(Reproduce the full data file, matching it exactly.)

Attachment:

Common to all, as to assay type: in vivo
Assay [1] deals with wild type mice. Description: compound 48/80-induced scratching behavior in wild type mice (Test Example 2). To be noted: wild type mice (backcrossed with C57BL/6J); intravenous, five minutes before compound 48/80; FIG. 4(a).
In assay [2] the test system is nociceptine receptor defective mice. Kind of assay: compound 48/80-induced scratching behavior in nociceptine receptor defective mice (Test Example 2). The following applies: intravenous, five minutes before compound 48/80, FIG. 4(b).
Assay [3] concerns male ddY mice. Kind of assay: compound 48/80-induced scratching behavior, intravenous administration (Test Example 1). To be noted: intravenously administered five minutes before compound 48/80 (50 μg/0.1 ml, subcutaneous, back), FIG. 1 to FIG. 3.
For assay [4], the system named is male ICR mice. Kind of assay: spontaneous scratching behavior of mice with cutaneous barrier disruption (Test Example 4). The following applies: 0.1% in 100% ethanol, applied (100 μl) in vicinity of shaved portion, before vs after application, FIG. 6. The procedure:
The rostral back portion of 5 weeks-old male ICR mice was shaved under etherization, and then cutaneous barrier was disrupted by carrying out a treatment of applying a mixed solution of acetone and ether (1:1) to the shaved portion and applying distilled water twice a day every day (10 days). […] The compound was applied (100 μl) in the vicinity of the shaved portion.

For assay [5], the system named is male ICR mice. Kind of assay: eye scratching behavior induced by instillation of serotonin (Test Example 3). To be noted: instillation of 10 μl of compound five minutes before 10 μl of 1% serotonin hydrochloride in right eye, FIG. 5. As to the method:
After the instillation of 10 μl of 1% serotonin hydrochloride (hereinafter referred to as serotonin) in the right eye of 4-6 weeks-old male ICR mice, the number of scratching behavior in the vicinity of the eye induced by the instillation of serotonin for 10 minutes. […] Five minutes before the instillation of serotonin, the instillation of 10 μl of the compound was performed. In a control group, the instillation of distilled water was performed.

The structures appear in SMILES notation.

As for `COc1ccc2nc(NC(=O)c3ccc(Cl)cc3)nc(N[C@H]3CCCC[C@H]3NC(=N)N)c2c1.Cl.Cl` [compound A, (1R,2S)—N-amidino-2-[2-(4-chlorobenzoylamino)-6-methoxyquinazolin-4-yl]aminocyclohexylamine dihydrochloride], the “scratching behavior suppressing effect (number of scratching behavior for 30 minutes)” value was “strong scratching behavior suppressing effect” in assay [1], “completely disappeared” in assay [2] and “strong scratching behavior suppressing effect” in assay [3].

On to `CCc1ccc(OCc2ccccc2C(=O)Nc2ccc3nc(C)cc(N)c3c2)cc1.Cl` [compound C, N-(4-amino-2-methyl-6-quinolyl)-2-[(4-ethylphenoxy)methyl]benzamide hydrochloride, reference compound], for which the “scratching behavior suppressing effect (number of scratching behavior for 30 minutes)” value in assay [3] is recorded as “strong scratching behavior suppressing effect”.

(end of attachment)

Common to all, as to assay type: in vivo
Assay [1] deals with wild type mice. Description: compound 48/80-induced scratching behavior in wild type mice (Test Example 2). To be noted: wild type mice (backcrossed with C57BL/6J); intravenous, five minutes before compound 48/80; FIG. 4(a).
In assay [2] the test system is nociceptine receptor defective mice. Kind of assay: compound 48/80-induced scratching behavior in nociceptine receptor defective mice (Test Example 2). The following applies: intravenous, five minutes before compound 48/80, FIG. 4(b).
Assay [3] concerns male ddY mice. Kind of assay: compound 48/80-induced scratching behavior, intravenous administration (Test Example 1). To be noted: intravenously administered five minutes before compound 48/80 (50 μg/0.1 ml, subcutaneous, back), FIG. 1 to FIG. 3.
For assay [4], the system named is male ICR mice. Kind of assay: spontaneous scratching behavior of mice with cutaneous barrier disruption (Test Example 4). The following applies: 0.1% in 100% ethanol, applied (100 μl) in vicinity of shaved portion, before vs after application, FIG. 6. The procedure:
The rostral back portion of 5 weeks-old male ICR mice was shaved under etherization, and then cutaneous barrier was disrupted by carrying out a treatment of applying a mixed solution of acetone and ether (1:1) to the shaved portion and applying distilled water twice a day every day (10 days). […] The compound was applied (100 μl) in the vicinity of the shaved portion.

For assay [5], the system named is male ICR mice. Kind of assay: eye scratching behavior induced by instillation of serotonin (Test Example 3). To be noted: instillation of 10 μl of compound five minutes before 10 μl of 1% serotonin hydrochloride in right eye, FIG. 5. As to the method:
After the instillation of 10 μl of 1% serotonin hydrochloride (hereinafter referred to as serotonin) in the right eye of 4-6 weeks-old male ICR mice, the number of scratching behavior in the vicinity of the eye induced by the instillation of serotonin for 10 minutes. […] Five minutes before the instillation of serotonin, the instillation of 10 μl of the compound was performed. In a control group, the instillation of distilled water was performed.

The structures appear in SMILES notation.

As for `COc1ccc2nc(NC(=O)c3ccc(Cl)cc3)nc(N[C@H]3CCCC[C@H]3NC(=N)N)c2c1.Cl.Cl` [compound A, (1R,2S)—N-amidino-2-[2-(4-chlorobenzoylamino)-6-methoxyquinazolin-4-yl]aminocyclohexylamine dihydrochloride], the “scratching behavior suppressing effect (number of scratching behavior for 30 minutes)” value was “strong scratching behavior suppressing effect” in assay [1], “completely disappeared” in assay [2] and “strong scratching behavior suppressing effect” in assay [3].

On to `CCc1ccc(OCc2ccccc2C(=O)Nc2ccc3nc(C)cc(N)c3c2)cc1.Cl` [compound C, N-(4-amino-2-methyl-6-quinolyl)-2-[(4-ethylphenoxy)methyl]benzamide hydrochloride, reference compound], for which the “scratching behavior suppressing effect (number of scratching behavior for 30 minutes)” value in assay [3] is recorded as “strong scratching behavior suppressing effect”.